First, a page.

Mimio Educator

Top 8 Characteristics of a School Leader (AKA Educator Powerhouse)

Posted by Holly Fritz-Palao on Wed, Mar 9, 2016

PowerhouseEducator-01.pngSimon Sinek once said, “Leadership is not about being in charge. Leadership is about taking care of those in your charge.” As we thought about trying to articulate what attributes comprise a dynamo school leader, it began to feel a little like trying to eat bouillabaisse with a fork. Education is not an exact science: the qualities that are needed in teaching personnel will vary somewhat, depending on the specific objectives and needs of a school. But after hearing from some leading educators and doing some research into the topic, we came up with the following top characteristics of a strong school leader. These characteristics are generally the ones that diligent administrators will seek when looking for new teachers, and the ones that they will try to develop and improve in the veteran teaching force. 

  1. Moral Purpose. In our opinion, the best school leaders have a strong sense of moral purpose. The desire to provide the best teachers, technology, and overall experience for all children is something that should drive every principal or administrator. We don’t know many educator powerhouses who don’t have that in their DNA.

  2. Setting the Bar High. Strong school leaders have consistent, high expectations and are very ambitious for the success of their students. They have complete regard for the progress and personal development of every pupil. At the same time, they focus relentlessly on improving teaching and learning with effective professional growth opportunities for all staff. They expect both the students and educators in their schools to be learning, and they expect the same of themselves. Always a student! 
  1. It Takes a Village. They are highly inclusive and develop individual students by promoting rich opportunities for learning both in and out of the classroom. They cultivate a range of partnerships, particularly with parents, business, and the community, to support pupil learning and progress. The best leaders know that they need a great team.
  1. Mirror, Mirror on the Wall. They are robust and rigorous with respect to self-evaluation and data analysis, and they have clear strategies for improvement. Strong leaders are also experts at assessment and promote the tracking of student progress with appropriate support and intervention, based upon a detailed knowledge of individual pupils. They understand that you don’t know where you need to improve without finding the areas that may need more focus or a different approach.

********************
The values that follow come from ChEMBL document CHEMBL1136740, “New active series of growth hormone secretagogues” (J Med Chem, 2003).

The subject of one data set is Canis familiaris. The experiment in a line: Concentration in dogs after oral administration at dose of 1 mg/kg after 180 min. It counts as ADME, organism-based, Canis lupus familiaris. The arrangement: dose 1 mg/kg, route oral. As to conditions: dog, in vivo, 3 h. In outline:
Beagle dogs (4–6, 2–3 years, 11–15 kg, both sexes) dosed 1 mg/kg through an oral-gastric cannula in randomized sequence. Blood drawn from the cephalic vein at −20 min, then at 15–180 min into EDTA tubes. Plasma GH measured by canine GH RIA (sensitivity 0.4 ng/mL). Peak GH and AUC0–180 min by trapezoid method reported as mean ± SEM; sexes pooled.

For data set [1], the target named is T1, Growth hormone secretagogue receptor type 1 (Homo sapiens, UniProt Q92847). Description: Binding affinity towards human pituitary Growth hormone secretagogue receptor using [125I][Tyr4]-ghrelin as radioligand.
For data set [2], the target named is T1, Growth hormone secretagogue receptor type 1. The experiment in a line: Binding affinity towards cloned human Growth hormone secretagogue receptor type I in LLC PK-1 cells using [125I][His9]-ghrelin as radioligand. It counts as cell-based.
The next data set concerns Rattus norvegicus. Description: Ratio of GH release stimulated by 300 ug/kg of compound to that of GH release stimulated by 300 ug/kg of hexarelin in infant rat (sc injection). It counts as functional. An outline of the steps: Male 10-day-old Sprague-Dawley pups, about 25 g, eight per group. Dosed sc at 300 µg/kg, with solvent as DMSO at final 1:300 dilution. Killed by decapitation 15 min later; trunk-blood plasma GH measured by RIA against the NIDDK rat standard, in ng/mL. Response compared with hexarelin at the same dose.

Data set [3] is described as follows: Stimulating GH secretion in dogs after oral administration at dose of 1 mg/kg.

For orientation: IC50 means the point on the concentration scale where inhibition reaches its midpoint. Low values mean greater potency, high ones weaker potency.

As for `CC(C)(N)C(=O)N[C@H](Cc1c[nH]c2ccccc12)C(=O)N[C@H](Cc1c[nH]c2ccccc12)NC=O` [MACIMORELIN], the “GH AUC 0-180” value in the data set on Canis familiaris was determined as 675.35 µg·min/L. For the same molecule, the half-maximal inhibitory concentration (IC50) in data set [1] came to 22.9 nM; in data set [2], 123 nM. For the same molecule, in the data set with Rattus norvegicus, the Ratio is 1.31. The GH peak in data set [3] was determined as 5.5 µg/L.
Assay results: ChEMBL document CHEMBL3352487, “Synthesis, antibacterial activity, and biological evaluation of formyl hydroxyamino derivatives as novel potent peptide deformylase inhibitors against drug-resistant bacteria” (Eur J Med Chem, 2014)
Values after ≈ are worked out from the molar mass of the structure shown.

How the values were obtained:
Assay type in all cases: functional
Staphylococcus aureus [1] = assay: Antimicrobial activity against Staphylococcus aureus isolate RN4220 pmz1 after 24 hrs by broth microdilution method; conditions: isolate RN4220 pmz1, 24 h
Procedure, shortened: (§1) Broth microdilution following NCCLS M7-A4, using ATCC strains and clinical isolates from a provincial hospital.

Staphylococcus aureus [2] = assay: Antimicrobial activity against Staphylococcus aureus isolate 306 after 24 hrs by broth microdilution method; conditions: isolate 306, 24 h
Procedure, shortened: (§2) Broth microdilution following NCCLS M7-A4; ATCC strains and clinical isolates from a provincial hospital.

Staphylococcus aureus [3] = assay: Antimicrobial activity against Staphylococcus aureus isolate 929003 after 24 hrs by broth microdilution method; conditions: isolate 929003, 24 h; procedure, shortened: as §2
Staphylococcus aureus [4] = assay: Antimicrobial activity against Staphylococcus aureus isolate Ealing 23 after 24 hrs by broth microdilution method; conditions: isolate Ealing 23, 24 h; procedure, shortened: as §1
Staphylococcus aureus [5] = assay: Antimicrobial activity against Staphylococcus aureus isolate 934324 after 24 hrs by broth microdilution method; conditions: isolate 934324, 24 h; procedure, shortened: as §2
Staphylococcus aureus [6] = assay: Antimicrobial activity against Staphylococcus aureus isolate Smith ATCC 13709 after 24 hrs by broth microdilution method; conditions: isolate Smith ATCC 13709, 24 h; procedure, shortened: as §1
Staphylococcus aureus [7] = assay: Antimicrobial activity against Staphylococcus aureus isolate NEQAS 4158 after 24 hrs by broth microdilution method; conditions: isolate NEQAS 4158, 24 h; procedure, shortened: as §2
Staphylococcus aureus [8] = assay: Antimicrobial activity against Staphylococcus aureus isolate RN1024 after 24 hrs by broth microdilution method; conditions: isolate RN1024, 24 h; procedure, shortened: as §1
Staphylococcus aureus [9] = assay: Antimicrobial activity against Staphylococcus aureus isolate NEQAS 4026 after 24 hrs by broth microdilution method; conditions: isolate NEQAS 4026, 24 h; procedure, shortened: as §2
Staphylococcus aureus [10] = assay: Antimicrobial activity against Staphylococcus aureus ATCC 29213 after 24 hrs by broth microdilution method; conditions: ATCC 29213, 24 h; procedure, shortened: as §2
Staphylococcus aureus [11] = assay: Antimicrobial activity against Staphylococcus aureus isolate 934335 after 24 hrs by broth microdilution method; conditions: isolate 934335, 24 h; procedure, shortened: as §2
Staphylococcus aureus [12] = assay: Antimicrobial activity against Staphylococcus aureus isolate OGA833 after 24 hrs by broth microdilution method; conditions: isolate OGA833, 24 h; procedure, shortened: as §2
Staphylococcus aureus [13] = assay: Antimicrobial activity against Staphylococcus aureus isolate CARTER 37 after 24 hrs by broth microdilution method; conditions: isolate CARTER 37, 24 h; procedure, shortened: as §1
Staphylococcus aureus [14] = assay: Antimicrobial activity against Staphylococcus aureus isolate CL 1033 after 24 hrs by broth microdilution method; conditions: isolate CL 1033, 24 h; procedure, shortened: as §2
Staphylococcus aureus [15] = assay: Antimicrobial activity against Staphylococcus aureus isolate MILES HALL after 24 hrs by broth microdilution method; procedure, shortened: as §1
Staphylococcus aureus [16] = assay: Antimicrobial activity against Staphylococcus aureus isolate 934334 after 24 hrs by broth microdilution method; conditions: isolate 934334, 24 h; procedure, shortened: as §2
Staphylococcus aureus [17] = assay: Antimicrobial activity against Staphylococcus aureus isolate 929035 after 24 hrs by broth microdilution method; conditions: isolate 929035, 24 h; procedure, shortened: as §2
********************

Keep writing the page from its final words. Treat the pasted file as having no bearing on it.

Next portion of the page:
1. 20/20 Vision. We’ve all heard the term "visionary leadership" used in reference to a school or district administrator. But how do you know if a leader is a visionary? Researchers often state that a visionary leader is clear about what he or she believes and knows is best. In this case, we believe they mean what’s best for children -- for their academic, social, and emotional learning. A visionary leader talks and walks the school's vision. Their actions consistently align with it. Furthermore, they have a plan for implementing this vision, and take action every day to lead all stakeholders towards this vision. The vision is consistently acted upon, all initiatives align to it, and the principal is its primary champion.
  1. Collaborator Extraordinaire. The willingness to collaborate is a sure sign of strong school leaders. They intuitively know that they cannot implement the school's vision by going it alone, and work hard to get everyone focused on the same mission with enthusiasm and passion. They know that high-functioning teams are essential. They know that a healthy community (for children and staff) will contribute to stability, retention, and greater outcomes. You'll know whether you're entering an environment of well-being by the way you’re greeted when you arrive on campus. Notice the security guards, office staff, children, and parents. Just register how many smiling faces you see. 
  1. EQ = Successful. Emotional intelligence (EQ) is the ability to understand and manage one’s own emotions and recognize, understand, and manage the emotions of others. Interestingly, having a school leader with emotional intelligence has been found to be the number one predictor of that organization's ability to be successful. Here’s to having bushels of insight! 
  1. Quality Matters. Almost every educator would agree that teacher quality is the most important factor in determining school quality. But what factors determine teacher quality? There are countless lists, but we think the article from Education World on admirable teaching traits hits the mark. It originally appeared in Teaching for Excellence, a monthly newsletter designed to provide schools with a convenient and inexpensive method of staff development. Each issue focuses on a specific, relevant education topic and attempts to "bridge the gap between research and practice" by offering clear information and practical ideas about that topic.

 

Each School Leader Is a Unique Individual. Of course, the list of traits will not be the same for every school leader. Many will display all of these characteristics, but some traits will be more apparent than others. Still others will add their own different, admirable characteristics. While this list seems to cover a set of core qualities, please let us know if we missed anything!

Want to connect with other educators? Check out the MimioConnect® online educator community, where you can meet other inspiring leaders and share ideas.

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Topics: education industry, Educational influencers

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